“Who’s that?” More often than not, this is the response I receive from people after unveiling a shoe by Pearl Izumi in a footwear fitting. This is a most unfortunate reply as the company has designed stellar running shoes for the past thirteen years. But in spite of the popularity that these running shoes have received in the footwear marketplace, Pearl is going to exit the Run sector of their business. They are departing soon too – January 2017 to be precise. On Thursday, August 18, Pearl Izumi President Mike O’Connor delivered the deflating news in a brief press release. Like other runners near and far, I was both flabbergasted and dismayed. I too was deflated with the grim message.
In the words of O’Connor: “This is a tough decision, but it’s time to recommit to our core.” Other than heartfelt thanks from Chuck Sanson, Director of Run for Pearl Izumi, there’s not much more to glean from the press release issued by the company, aside from O’Connor’s remark on how Pearl is going “all in” for cycling. Why shouldn’t they, though? Cycling is the primary focus, their bread, and butter if you will. So in light of Ride replacing Run, seemingly for good, I find myself intrigued by the impact Pearl Izumi running shoes have had on the running industry. Here are a few observations I have made from selling them and running in them in the past four years.
1. Name recognition is overrated. When I scan the footwear wall at Big Peach and consider all of the brands that occupy a space on the shelves, Pearl Izumi is the least recognized from a name standpoint. To put another way, people gravitate towards that which they know – and what they have worn before. Nike is the epitome of this truth. But those that look beyond the likes of Nike or Adidas (or even Brooks) may just find a gem of a shoe, though this hinges on a willingness to set aside names for a few moments and focus squarely on shoe comfort. Thousands, if not millions of runners, discovered this in Hoka. And this was no less true for Pearl. Comfort is paramount, however, that may be defined for a runner.
2. A simple design goes a long way. A few days ago I visited a Planet Smoothie a few doors down from Big Peach. As my Java the Nut was in the noisy blender, I eavesdropped on a few high school football players who happened to be talking about shoes. They were gabbing out Adidas Originals, and I listened intently as they pointedly discussed what colors they favored. Though I too have developed somewhat of an affinity for color, I continue to firmly believe that fashion (e.g. color) follows function. Pearl Izumi shoes embody this adage. How a shoe looks should be secondary to how it feels on the foot.
Furthermore, when I speak of design, I’m not referring to color exclusively, but to the complete assembly of a shoe. For Pearl Izumi, the construction of both road and trail shoes has been a solid feat. Though I’ve been acquainted with Pearl for only a few years, I have been struck by the simplicity of the finished product. Take the upper – it is seamless across all models – and it makes for extraordinary comfort as minimal overlays provide adequate structure and definition. A simple EVA foam provides the right amount of cushioning based on preference (using numbers 0-3). The heel fit, tongue, laces, and midfoot are icing on the cake.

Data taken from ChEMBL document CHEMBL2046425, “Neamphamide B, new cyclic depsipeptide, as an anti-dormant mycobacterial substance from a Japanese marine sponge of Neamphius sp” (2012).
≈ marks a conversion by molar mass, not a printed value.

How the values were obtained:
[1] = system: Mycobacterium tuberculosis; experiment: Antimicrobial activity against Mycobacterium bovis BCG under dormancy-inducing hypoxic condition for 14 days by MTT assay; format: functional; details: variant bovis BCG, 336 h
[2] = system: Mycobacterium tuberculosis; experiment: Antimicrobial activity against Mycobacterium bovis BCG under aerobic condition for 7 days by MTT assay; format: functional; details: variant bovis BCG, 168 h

3. Price still matters. Running shoe prices have trended upwards in the past few years, and these marginal increases may continue for the foreseeable future. But what I noticed in Pearl was that the price needle didn’t move. Prices didn’t increase from one year to the next as shoes updated and changes were made. (I’m using 2013 as a reference point for this statement. I recognize that prices have increased since Pearl started designing running shoes thirteen years ago in light of inflation, but in the past few years I have not seen $5 or $10 jumps compared to other major brands).
Price points between Pearl and other companies are noteworthy too. Take the N0, the model closest to a racing flat: $100. The Adizero Adios Boost by Adidas comes in at $140, while the Takumi Sen tips the scales at $160. The Adidas flats are outstanding shoes for sure, but one hundred dollars is a nice round number when dollars matter. Take a moment to consider premium models as well.
The Pearl Izumi Road N3 is $130. The Ultra Boost by Adidas is $180. The Brooks Glycerin is $150, as is the Saucony Triumph ISO. The Asics Kinsei is $200. And the Mizuno Wave Prophecy? $220. Is there a market for the Ultra Boost, Prophecy, Kinsei, or Hoka Vanquish or Conquest (both at $170)? Without question. But acquiring a premium running shoe for under $150 is exactly what Pearl accomplished.
And now the Run division is nearing the finish line, though Chuck Sanson said that philosophy guided the retooling of the company – not money. They are setting their sights anew on cycling. Alas, runners will have to look elsewhere in 2017.
Take a Bow
Other runners and industry experts are going to begin crafting their respective dirges for Pearl in the upcoming weeks and months. Joe Jackson of Outside magazine crafted a tribute to the Trail N2 days after the announcement of the end of the Run division. He even titled his piece “An Elegy to the World’s Best Running Shoes.” Like other fans of their road and trail collection, Jackson is going to stockpile the Trail N2 as it will cease to exist in a matter of months.
As for this runner, I didn’t take notice of Pearl Izumi until 2013. I echoed the remarks of other runners three years ago: “Who’s that?” But since I have become a fan of the noticeable firmness and responsiveness of the lively Road N2 and Trail N2, I can only slump my shoulders in disappointment now as the curtains are slowly drawn and this remarkable production of starring shoes takes a final bow and exits the stage. Thanks, Pearl, for investing in the running community. You will be missed.